Bakāsana (Sanskrit: बकासन, Crane Pose), often used interchangeably with Kakasana (Sanskrit: काकासन, Crow Pose) is an asana. In all variations, Crane/Crow is an arm balancing asana in which hands are planted on the floor, shins rest upon upper arms, and feet lift up.
While different yoga lineages use one name or another for the asana, Dharma Mittra makes a distinction, citing Kakasana as being with arms bent (like the shorter legs of a crow) and Bakasana with arms straight (like the longer legs of a crane). In the west, practitioners often mistranslate the Sanskrit "Bakasana" as the English "Crow Pose".
This asana is considered an arm balance. According to B.K.S. Iyengar there are two techniques for entering into this balance. The simple method of achieving it is by pushing up from a crouching position. The advanced method is to drop down from a head stand.
Asymmetric Variations include:
- Parsva Bakasana (Side Crane Pose) in which one thigh rests on the opposite upper arm and the other leg is stacked on top of the first
- Eka Pada Bakasana/Kakasana (One-Legged Crane/Crow Pose respectively) in which one leg remains in Bakasana while the other extends straight back.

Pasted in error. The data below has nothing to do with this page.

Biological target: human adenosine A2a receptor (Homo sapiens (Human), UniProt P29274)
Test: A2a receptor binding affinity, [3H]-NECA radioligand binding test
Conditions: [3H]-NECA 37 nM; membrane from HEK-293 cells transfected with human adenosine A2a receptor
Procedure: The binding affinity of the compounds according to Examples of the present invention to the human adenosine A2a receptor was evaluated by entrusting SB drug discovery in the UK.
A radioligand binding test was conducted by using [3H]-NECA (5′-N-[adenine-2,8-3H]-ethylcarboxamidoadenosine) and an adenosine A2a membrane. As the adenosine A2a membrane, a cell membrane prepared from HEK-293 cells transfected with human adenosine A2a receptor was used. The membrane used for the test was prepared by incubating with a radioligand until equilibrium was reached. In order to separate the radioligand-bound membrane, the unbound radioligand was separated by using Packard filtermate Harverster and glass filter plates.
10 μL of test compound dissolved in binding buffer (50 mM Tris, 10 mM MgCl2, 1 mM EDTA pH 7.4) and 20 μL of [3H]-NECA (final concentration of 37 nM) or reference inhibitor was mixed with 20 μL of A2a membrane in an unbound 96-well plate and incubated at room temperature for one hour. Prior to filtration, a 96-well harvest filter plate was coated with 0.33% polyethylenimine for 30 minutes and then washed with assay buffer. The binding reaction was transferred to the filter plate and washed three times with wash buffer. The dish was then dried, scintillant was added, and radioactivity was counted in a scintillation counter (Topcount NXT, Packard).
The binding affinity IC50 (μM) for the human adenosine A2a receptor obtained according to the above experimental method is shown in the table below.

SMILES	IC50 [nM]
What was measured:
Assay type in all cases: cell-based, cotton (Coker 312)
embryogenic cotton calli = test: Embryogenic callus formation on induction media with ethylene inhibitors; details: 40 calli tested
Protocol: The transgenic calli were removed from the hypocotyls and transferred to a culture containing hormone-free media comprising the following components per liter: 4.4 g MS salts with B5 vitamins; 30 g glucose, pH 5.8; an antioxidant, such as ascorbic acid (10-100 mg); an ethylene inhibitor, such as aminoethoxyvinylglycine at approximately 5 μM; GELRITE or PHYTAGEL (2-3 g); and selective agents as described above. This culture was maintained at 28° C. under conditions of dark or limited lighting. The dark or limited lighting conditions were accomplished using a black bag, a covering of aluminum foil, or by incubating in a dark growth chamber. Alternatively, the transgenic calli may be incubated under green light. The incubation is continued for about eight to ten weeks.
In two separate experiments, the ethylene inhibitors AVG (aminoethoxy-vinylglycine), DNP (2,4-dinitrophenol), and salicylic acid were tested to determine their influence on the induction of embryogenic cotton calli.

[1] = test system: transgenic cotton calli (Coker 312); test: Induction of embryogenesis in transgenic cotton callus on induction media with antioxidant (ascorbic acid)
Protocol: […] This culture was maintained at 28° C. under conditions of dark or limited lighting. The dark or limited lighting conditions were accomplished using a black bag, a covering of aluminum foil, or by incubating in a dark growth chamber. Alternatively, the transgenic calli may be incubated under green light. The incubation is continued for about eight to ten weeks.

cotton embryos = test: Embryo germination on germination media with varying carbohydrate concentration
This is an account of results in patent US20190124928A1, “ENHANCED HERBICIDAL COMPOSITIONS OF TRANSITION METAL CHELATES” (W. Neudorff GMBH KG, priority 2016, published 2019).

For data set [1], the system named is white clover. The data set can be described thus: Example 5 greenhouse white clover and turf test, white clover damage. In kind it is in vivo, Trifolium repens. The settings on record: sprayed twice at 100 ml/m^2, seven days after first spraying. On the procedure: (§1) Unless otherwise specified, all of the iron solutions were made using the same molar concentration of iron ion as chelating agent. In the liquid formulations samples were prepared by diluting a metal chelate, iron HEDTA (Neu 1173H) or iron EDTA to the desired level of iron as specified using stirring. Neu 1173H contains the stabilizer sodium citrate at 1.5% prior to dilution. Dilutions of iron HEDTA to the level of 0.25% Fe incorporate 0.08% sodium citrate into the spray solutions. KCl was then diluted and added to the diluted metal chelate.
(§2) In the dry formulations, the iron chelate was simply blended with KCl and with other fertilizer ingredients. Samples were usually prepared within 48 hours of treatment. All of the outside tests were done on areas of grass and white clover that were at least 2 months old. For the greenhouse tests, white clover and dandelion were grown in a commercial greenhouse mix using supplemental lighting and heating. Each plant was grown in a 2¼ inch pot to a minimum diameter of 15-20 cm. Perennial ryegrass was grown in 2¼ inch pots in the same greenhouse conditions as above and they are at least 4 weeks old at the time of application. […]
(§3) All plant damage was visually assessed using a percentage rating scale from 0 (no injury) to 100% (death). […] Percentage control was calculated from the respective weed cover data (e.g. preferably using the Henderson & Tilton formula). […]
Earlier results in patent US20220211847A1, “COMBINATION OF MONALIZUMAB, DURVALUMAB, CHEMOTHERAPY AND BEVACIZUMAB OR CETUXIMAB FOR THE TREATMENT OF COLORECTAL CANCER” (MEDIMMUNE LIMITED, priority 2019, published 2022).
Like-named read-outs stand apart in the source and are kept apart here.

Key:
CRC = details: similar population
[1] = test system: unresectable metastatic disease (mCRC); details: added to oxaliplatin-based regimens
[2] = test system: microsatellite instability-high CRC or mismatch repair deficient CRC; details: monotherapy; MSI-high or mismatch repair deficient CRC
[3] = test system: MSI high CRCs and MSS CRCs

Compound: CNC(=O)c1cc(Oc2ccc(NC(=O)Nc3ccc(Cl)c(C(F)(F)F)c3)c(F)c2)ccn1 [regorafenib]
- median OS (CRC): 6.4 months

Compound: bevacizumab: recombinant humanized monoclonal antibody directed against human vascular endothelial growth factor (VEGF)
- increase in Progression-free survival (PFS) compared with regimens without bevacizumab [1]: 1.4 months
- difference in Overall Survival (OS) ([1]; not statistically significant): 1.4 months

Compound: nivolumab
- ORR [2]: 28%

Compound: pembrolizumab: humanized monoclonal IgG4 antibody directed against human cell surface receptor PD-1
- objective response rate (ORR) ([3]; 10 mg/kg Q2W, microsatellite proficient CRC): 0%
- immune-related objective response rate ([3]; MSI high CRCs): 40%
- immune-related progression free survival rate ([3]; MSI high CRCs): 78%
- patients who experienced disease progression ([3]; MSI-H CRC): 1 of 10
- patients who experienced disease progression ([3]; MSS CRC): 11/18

- Eka Pada Koundiyanasana I (Pose Dedicated to the Sage Koundinya I) in which one leg remains in Bakasana while the other extends diagonally back and to the side.
- Eka Pada Koundiyanasana II (Pose Dedicated to the Sage Koundinya I) / Ardha Titibasana (Half Firefly Pose), in which one leg is positioned as in Bakasana and the other extends diagonally forward as in Titibasana
Crane/Crow is often followed by Chaturanga Dandasana (Four-Limbed Staff Pose) or Salamba Sirsasana II (Supported Head Stand, Second version). Some practitioners jump in and out of Crane/Crow via Adho Mukha Svanasana (Downward-Facing Dog Pose). Related hand balances include Astavakrasana (Eight-Crooks Pose) and Titibasana (Firefly Pose).
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